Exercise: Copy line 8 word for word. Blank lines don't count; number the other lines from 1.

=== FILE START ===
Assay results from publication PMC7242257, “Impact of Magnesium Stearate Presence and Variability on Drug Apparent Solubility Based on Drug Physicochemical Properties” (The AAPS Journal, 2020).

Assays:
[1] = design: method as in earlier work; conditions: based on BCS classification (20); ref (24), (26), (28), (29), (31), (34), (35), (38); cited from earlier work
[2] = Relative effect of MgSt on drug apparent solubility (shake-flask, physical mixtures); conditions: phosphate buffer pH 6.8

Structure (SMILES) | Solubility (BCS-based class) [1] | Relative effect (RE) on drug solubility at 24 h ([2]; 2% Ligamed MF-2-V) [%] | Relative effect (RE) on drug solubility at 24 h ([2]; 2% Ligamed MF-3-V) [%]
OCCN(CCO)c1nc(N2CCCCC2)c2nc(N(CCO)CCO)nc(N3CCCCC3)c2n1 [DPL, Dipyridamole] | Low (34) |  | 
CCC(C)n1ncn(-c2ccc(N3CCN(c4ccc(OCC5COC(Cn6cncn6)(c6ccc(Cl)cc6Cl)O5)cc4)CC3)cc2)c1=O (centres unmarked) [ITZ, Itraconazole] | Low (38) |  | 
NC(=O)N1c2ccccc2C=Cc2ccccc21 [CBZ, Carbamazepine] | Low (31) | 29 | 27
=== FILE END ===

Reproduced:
NC(=O)N1c2ccccc2C=Cc2ccccc21 [CBZ, Carbamazepine] | Low (31) | 29 | 27